Over the last few weeks I have focused mainly on actively working with your existing customers to create more sales. Question: what if the prospect never becomes your customer? What if you were to travel to their house, provide a quote and then miss out on the work? Well, if most businesses dump paying customers after the first transaction, what do you think they do with prospects who don’t even buy? Yep, they don’t get a second thought. Perhaps they even receive a special outburst about the “big mistake” they have made!

Dormant and cold prospects can still be of value to your business so first and foremost, you should stay in contact. There are a hundred reasons why people don’t move forward with quotes – they might have found a cheaper price or a better referral but they also may have deferred their decision due to lack of money or an overseas trip. The point is it could be any reason, so stay in touch and re-read “Week 25” which talks about “follow-up”.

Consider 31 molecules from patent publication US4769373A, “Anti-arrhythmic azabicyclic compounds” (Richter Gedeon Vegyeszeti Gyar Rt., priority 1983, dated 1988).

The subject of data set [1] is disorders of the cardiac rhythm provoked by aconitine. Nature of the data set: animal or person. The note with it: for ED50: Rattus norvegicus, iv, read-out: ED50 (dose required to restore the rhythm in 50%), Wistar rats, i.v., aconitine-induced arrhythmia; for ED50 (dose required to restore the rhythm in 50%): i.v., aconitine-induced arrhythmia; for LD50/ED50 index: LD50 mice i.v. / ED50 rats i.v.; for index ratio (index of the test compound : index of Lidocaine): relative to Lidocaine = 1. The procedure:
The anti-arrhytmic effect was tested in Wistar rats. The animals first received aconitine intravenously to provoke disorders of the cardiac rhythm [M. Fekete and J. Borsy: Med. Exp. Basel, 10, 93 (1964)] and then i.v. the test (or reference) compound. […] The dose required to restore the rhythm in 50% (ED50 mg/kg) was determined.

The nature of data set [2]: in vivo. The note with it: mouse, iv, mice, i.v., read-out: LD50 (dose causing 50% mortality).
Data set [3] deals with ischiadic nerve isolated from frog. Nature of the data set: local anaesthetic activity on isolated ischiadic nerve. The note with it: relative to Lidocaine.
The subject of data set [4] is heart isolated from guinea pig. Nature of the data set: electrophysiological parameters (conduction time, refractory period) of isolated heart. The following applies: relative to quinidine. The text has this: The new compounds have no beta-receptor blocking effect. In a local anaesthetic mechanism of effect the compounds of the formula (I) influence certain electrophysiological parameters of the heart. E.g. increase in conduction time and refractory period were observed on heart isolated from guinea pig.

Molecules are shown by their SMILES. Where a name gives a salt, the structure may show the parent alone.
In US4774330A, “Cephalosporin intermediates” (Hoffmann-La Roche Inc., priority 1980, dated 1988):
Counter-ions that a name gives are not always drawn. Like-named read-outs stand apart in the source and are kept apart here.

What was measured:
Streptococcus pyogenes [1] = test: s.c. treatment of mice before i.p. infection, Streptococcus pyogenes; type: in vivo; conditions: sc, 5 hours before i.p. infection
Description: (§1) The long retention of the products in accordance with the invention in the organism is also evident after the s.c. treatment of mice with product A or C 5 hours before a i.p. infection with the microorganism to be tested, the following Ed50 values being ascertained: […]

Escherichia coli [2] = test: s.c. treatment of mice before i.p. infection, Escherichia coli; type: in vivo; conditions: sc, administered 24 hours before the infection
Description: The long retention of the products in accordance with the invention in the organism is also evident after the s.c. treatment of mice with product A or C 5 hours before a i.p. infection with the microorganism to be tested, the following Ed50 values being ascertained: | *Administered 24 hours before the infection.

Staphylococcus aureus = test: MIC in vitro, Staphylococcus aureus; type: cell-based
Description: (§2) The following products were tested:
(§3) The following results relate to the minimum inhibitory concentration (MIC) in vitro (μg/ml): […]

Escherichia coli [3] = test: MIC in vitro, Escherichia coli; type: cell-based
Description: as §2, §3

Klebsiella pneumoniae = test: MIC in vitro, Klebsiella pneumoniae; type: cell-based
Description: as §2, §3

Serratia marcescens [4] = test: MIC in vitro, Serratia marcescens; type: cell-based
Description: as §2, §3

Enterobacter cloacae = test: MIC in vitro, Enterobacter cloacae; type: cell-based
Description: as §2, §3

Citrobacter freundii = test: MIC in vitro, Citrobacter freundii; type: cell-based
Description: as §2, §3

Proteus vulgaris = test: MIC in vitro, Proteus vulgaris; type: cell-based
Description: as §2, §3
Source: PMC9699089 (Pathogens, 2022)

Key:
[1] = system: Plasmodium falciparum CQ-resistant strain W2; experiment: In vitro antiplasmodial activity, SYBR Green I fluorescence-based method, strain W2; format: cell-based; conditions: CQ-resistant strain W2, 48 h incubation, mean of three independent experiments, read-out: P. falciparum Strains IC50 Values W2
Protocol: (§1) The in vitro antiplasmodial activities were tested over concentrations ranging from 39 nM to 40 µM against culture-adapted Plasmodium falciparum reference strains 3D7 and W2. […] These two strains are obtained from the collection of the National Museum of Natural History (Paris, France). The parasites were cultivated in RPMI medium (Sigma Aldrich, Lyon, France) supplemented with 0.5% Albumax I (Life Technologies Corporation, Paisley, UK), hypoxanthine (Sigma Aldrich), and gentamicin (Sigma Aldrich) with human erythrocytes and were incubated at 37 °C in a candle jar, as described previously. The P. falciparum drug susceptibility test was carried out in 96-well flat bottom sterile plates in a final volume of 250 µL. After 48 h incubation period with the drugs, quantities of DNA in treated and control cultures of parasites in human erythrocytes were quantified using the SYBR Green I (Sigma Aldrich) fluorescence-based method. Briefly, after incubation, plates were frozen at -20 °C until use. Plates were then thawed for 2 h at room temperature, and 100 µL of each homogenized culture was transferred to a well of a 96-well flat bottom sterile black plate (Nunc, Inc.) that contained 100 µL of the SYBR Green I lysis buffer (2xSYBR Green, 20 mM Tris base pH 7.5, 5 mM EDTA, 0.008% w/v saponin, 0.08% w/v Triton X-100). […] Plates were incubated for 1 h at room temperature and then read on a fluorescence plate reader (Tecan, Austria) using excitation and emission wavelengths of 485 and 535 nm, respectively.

As with everything I write about, for follow-up to be effective, you have to do it systematically. An easy way to do this is simply call all of your non-buyers once every couple of months. Ask how things are going, “…is there any other information I can provide to help you make a decision?” Email is also an easy way to drop these prospects a standard note asking for an update on their situation. It has probably cost you money to attract these potential buyers in the first place, so don’t discard them. Try to extract some value over the following weeks or months.

To round out, here is a powerful question when faced with a “…no thanks…” from a prospect:

“Thank you for your time, do you know anyone who you believe WOULD benefit from our product or service?”

If it is appropriate, start asking that in your business today. Recruitment agencies do it all the time and over time build huge contact lists. Remember that word leverage. You have the customer on the telephone, on email (or on their porch) and you can decide to walk away, or ask the simple question and generate more income and profit for your business.

I will now move on to building your business systems. Once your business is operating like a well oiled machine (with or without you) you will finally get the time to start making choices for your business rather than them being made for you by the marketplace.